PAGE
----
New law raises concerns

Published 2:49 pm Thursday, April 27, 2017

On Tuesday, the North Carolina General Assembly overrode Gov. Roy Cooper’s veto of Senate Bill 68, thereby merging the North Carolina State Board of Elections and the State Ethics Commission. The veto and override came as no surprise.

The new law, according to Republicans who pushed the legislation through the General Assembly, creates a bipartisan body to oversee elections and handle ethics-related matters across the state. Democrats, who fought the legislation, contend the new law is just another move by the GOP to strip Cooper, a Democrat, of powers his predecessor, Republican Pat McCrory, enjoyed. It’s a case of sour grapes because the GOP lost the governorship, Democrats argue.

The new law raises concerns at the state level and local level.

Counties’ boards of elections will increase from three members to four members (two Democrats and two Republicans) under the new law, with three votes needed for a county board to make a decision. In effect, giving each party a veto. At the state board level, five votes would be required to make a decision.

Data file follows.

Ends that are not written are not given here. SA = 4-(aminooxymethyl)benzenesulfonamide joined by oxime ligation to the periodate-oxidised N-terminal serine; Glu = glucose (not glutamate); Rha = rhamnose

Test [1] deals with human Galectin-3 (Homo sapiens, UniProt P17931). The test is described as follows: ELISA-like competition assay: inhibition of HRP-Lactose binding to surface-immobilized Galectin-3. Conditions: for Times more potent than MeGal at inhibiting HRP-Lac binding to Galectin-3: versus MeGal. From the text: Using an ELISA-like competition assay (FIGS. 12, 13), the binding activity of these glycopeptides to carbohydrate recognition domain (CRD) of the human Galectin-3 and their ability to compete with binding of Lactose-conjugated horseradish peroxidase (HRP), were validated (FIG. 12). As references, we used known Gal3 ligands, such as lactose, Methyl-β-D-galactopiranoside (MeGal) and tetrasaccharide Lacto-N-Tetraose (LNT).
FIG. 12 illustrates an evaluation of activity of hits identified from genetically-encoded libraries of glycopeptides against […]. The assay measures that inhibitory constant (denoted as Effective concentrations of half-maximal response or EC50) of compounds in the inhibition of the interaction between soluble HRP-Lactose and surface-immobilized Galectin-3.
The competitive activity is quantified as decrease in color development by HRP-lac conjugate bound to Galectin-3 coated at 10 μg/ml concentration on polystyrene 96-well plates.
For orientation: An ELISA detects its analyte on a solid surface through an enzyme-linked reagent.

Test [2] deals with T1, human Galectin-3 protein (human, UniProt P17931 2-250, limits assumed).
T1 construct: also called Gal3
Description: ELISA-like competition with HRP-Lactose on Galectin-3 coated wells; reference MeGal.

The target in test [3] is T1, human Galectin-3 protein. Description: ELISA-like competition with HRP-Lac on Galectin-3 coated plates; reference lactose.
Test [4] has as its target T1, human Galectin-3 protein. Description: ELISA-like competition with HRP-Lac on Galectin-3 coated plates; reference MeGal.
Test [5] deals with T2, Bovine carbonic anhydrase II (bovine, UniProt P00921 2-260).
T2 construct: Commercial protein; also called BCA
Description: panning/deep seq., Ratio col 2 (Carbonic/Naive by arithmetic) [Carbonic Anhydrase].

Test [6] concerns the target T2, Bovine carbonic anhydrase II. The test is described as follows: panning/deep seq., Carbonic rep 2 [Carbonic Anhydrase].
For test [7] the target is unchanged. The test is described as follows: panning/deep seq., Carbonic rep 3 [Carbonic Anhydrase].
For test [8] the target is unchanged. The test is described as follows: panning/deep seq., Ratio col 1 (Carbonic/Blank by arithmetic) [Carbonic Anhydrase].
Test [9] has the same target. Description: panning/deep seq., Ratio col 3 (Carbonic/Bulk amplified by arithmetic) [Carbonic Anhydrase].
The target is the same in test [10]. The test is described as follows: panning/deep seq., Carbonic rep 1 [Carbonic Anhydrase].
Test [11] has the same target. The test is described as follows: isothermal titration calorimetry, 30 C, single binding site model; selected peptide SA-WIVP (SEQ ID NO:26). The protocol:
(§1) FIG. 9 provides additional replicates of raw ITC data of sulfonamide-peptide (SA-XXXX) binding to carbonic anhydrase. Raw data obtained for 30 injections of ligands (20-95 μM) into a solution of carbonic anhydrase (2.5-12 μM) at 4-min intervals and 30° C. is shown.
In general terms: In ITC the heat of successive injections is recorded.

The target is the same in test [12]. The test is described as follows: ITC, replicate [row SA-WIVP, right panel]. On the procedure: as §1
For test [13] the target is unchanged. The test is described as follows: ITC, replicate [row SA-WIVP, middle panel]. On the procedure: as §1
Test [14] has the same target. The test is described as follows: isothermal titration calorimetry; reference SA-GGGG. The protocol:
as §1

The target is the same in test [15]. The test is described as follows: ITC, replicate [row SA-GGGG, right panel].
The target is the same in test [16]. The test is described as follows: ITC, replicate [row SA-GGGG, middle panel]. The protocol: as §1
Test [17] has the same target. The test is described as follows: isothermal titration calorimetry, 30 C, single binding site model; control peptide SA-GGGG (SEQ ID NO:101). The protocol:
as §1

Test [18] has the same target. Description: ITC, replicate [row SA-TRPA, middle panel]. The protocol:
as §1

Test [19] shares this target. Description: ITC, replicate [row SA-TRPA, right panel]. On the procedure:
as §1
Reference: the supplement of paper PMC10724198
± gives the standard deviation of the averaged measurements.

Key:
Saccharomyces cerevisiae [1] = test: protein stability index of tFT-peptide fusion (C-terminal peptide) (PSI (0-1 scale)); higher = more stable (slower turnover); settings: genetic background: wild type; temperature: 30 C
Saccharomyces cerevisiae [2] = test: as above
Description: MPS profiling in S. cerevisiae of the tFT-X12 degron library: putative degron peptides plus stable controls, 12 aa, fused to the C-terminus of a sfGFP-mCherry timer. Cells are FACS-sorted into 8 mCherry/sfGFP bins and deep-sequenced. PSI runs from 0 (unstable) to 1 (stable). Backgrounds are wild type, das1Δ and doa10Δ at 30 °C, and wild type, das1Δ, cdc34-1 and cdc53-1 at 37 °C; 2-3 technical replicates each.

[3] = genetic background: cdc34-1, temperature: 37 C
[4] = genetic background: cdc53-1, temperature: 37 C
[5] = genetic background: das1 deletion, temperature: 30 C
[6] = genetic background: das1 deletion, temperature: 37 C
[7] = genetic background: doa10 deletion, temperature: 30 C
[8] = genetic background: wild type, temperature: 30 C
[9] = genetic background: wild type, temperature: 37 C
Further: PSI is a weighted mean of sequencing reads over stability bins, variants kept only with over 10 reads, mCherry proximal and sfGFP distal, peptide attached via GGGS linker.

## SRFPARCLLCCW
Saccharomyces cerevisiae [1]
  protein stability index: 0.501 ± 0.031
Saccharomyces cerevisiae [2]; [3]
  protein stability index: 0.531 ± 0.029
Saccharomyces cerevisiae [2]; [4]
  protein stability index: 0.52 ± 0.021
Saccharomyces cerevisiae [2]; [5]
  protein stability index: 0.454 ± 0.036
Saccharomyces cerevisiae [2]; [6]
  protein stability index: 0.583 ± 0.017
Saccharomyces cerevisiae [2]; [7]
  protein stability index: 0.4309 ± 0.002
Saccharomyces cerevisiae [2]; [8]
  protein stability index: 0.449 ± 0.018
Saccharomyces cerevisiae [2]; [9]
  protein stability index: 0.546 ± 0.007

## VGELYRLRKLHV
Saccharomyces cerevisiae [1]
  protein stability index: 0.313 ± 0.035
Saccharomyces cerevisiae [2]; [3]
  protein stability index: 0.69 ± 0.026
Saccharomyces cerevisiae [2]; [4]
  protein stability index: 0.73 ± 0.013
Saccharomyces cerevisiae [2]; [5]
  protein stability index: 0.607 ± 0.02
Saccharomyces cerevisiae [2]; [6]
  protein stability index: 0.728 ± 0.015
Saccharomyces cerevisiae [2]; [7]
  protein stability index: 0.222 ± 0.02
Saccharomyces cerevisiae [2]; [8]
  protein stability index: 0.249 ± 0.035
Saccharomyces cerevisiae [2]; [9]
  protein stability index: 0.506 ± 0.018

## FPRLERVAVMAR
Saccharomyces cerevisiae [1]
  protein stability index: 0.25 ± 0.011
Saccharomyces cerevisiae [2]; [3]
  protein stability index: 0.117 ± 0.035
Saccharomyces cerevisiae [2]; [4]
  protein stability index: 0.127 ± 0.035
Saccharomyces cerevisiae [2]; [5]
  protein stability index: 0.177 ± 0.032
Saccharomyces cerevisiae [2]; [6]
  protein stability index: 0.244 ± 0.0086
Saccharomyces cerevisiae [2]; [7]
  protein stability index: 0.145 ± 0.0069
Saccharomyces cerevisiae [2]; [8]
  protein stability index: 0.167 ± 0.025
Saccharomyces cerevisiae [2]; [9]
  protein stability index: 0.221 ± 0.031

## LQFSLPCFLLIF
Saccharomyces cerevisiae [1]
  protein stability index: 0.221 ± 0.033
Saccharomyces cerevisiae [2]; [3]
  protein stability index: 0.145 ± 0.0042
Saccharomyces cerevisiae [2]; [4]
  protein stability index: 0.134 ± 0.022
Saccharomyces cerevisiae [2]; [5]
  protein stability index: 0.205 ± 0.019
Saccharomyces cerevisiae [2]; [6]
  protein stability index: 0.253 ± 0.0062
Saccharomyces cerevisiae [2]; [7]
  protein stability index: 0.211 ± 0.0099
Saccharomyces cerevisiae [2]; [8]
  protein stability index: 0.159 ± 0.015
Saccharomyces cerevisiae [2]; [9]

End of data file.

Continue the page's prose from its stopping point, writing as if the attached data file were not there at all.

With the state and local boards having an equal number of members from the two political parties, deadlocks could prevent those boards from making decisions such as relocating polling places, determining schedules for early voting and increasing or decreasing the number of precincts in a county.

Under the new law, a Republican chairman would be in place during even-numbered years for county boards and in presidential-election years for the state board, meaning the GOP would control the state and county boards during major election cycles.

Opponents of the new law argue that Republican legislators changed the composition of the local and state boards to give their party power over all elections-related determinations. Supporters of the new law contend the merger of the elections board and ethics board will result in improved efficiency in handling elections and ethics issues. Maybe, maybe not.

Democracy North Carolina, in a statement issued earlier this week, noted, “No new money is appropriated to fund the combined agencies, which separately were already overwhelmed with their workloads. The backlog and mistakes by overworked local and state personnel will harm voters’ confidence in the integrity of elections and ethics oversight.” That’s a good point.

History indicates the former arrangement — a state elections board and a state ethics commission — worked well. A recent report by the State Board of Elections, which has a Republican majority, shows few problems with voting irregularities in the state.

If it’s not broken, why fix it?